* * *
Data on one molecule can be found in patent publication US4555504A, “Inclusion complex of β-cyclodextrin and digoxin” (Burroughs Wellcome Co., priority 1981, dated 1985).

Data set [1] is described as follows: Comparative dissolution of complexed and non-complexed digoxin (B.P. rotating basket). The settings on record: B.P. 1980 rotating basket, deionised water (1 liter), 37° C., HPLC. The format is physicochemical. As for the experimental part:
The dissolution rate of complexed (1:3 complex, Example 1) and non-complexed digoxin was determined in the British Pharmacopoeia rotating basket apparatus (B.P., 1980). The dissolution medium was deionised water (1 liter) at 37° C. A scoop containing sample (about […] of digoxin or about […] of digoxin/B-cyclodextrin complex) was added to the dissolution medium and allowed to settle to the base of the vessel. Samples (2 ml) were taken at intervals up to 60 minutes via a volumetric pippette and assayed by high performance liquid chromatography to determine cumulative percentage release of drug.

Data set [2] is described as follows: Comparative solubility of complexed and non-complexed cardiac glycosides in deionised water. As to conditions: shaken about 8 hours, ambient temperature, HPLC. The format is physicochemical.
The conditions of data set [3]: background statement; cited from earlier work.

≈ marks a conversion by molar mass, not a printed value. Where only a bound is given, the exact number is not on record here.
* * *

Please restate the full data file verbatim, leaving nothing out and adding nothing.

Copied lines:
Data on one molecule can be found in patent publication US4555504A, “Inclusion complex of β-cyclodextrin and digoxin” (Burroughs Wellcome Co., priority 1981, dated 1985).

Data set [1] is described as follows: Comparative dissolution of complexed and non-complexed digoxin (B.P. rotating basket). The settings on record: B.P. 1980 rotating basket, deionised water (1 liter), 37° C., HPLC. The format is physicochemical. As for the experimental part:
The dissolution rate of complexed (1:3 complex, Example 1) and non-complexed digoxin was determined in the British Pharmacopoeia rotating basket apparatus (B.P., 1980). The dissolution medium was deionised water (1 liter) at 37° C. A scoop containing sample (about […] of digoxin or about […] of digoxin/B-cyclodextrin complex) was added to the dissolution medium and allowed to settle to the base of the vessel. Samples (2 ml) were taken at intervals up to 60 minutes via a volumetric pippette and assayed by high performance liquid chromatography to determine cumulative percentage release of drug.

Data set [2] is described as follows: Comparative solubility of complexed and non-complexed cardiac glycosides in deionised water. As to conditions: shaken about 8 hours, ambient temperature, HPLC. The format is physicochemical.
The conditions of data set [3]: background statement; cited from earlier work.

≈ marks a conversion by molar mass, not a printed value. Where only a bound is given, the exact number is not on record here.